No one wants to hear that deathly “click” when starting up their boat. Especially, if you are in the middle of a body of water!
To clean marine battery terminals you will need a wire brush, baking soda, and water. This magic tool and the two-ingredient combination can get your boat battery up and running in no time.
Let’s go into more detail on the steps you need to take to clean the corrosion from your marine battery the correct way. We will also give you some tips on how to protect your marine battery terminals as well.
Table of Contents
How Do I Clean Corroded Battery Terminals on My Boat?
The first thing you should know is the acid in lead-acid batteries are highly corrosive. So, it is important to understand some of the personal protective equipment (PPE) you should have before you begin to clean corroded battery terminals.
To clean corroded battery terminals, you will need:
- Spray bottle (optional)
- Safety goggles
- Rubber gloves
- Paper towels
- Wire terminal brush
- Lubricant (dielectric grease, petroleum jelly) (optional)
Step 1 – Remove the battery cables from the terminals. Use the pliers to loosen the nut and bolt connectors. For safety reasons, disconnect the negative (black) terminal first, then the positive (red) terminal.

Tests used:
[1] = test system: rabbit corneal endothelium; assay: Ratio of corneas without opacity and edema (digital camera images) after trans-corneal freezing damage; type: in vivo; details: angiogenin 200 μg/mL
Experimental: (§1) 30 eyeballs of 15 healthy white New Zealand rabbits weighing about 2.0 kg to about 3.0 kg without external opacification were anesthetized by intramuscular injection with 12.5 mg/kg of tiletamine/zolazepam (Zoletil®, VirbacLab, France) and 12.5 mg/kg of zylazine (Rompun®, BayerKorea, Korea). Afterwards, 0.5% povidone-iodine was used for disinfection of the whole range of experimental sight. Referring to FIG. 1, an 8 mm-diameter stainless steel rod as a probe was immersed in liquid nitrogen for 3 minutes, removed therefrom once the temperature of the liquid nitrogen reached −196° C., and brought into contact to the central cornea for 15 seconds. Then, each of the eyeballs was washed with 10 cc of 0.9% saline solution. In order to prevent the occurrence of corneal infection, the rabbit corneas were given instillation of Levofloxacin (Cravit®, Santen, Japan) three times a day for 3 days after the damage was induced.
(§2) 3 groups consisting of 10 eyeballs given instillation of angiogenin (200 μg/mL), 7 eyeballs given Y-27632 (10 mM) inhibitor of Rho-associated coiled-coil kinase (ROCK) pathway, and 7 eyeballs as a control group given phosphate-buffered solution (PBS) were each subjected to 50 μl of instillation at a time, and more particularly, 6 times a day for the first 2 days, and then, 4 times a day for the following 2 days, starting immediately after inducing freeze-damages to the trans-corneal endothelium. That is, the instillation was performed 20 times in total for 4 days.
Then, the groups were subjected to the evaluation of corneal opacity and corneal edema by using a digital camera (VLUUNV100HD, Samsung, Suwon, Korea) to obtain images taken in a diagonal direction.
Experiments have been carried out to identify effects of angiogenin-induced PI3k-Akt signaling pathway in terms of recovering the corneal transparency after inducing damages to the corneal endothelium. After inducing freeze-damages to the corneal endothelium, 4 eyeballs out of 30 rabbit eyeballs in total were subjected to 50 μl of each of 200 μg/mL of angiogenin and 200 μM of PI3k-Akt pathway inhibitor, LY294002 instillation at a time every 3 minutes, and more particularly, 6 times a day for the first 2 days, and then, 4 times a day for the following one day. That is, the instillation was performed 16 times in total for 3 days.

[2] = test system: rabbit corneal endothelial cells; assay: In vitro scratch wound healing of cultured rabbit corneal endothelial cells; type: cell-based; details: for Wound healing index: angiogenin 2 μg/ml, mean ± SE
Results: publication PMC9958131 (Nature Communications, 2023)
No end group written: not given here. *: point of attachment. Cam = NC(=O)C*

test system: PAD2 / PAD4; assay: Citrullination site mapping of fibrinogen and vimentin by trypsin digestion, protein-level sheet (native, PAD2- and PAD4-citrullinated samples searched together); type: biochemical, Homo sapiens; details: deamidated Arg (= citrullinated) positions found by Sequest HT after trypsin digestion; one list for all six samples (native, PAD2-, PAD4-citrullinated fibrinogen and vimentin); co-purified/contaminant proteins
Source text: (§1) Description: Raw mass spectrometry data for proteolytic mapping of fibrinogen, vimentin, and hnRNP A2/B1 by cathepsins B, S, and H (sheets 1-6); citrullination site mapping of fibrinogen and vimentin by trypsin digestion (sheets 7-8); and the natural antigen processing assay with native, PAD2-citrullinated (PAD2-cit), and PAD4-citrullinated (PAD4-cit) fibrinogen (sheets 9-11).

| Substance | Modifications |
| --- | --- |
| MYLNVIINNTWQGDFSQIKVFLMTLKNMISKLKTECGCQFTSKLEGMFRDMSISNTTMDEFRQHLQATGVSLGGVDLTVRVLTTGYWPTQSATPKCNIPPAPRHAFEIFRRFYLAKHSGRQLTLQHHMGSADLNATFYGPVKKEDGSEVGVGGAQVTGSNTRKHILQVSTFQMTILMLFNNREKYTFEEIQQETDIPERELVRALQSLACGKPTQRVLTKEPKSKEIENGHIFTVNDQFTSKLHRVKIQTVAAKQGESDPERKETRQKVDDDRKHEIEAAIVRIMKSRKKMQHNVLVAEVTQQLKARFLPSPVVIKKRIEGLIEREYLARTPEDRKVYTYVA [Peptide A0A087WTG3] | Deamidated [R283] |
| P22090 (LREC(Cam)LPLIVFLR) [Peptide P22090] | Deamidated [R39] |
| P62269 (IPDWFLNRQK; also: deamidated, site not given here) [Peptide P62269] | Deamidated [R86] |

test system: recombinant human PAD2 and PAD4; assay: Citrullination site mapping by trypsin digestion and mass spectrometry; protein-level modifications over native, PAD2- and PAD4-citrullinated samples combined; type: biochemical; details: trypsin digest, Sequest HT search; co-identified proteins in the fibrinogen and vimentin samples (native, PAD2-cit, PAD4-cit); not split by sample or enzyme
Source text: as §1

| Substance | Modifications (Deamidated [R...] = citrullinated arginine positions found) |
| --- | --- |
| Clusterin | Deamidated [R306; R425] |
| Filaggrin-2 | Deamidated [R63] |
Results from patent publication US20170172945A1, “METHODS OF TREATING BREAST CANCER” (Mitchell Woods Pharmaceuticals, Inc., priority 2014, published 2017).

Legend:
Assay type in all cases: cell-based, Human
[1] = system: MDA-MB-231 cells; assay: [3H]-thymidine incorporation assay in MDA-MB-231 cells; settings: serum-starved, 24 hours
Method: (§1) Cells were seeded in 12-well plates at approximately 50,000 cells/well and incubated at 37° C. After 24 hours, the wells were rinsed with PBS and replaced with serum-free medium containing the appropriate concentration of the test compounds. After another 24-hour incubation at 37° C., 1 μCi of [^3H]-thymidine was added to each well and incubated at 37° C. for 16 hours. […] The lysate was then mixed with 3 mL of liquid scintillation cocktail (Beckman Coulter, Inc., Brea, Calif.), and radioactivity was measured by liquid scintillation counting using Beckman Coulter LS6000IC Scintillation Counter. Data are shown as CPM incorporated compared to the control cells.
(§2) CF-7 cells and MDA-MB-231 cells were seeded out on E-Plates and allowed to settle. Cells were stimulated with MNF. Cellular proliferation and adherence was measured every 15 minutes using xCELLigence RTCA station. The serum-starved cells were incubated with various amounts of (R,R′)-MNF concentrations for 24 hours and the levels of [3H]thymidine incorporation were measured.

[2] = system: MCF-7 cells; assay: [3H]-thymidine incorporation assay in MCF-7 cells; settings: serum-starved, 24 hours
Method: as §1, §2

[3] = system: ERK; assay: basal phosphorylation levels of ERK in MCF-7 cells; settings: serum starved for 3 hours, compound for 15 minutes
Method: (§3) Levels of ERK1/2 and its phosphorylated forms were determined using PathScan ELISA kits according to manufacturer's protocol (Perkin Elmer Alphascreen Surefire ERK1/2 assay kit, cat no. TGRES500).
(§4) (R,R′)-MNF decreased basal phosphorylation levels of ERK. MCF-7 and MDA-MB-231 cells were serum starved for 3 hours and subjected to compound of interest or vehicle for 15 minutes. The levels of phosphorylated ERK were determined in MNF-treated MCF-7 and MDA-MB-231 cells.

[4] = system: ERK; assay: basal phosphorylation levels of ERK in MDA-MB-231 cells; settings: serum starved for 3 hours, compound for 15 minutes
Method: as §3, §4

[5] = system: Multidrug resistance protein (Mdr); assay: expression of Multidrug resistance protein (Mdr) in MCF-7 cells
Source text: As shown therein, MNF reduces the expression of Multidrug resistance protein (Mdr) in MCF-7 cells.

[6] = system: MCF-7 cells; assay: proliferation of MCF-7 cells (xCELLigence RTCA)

Step 2 – Brush off any loose corrosion using a wire brush. Once the bigger pieces are brushed off, you’re ready to move on to the next step.
Step 3 – Mix and add the baking soda and water to the terminals. You can do this in a couple of different ways: Either coat the terminals in baking soda then spritz water on them, or mix the baking soda and water into a paste beforehand then apply it to the terminals.
Another option if you don’t want to use the baking soda and water mixture is buying a commercially available battery terminal cleaner from a marine or automotive supply store. This is a more expensive option, but it still gets the job done.
Step 4 – Let the mixture sit and bubble to neutralize the corrosion on the battery terminals. You will want it to sit for two or three minutes to really eat away the corrosion.
Step 5 – Wipe the terminals clean with a paper towel. You can also use a cloth, however, it’s much easier to toss a paper towel away than it is to clean than a soaked battery acid cloth.
Step 6 – Repeat the process (steps 2 through 5) for the cables. It may be easier to create the baking soda and water paste on your gloved hand and then wipe it onto the cables.
After you’ve wiped the mixture from the cables and terminals on your battery, you are ready for the next step.
Step 7 – Use the wire battery brush to clean the terminals and cables a little bit more, then wipe them off with a paper towel again to remove any extra and leftover residue.
If you are using a battery terminal wire brush, you’ll want to scrape the terminal using the female post brush side. For the cables, use the male post brush side to clean them.
Step 8 – Apply dielectric lubricant, Vaseline or petroleum jelly, or spray-on corrosion inhibitor to the terminal and cables. Place the dielectric or jelly lubricant on your gloved hand and apply it liberally to the terminals and cables.
Step 9 – Reconnect the cables to the battery terminals. Attach the positive (red) terminal, then the negative (black) terminal. Use a wrench to make sure the connections are tight.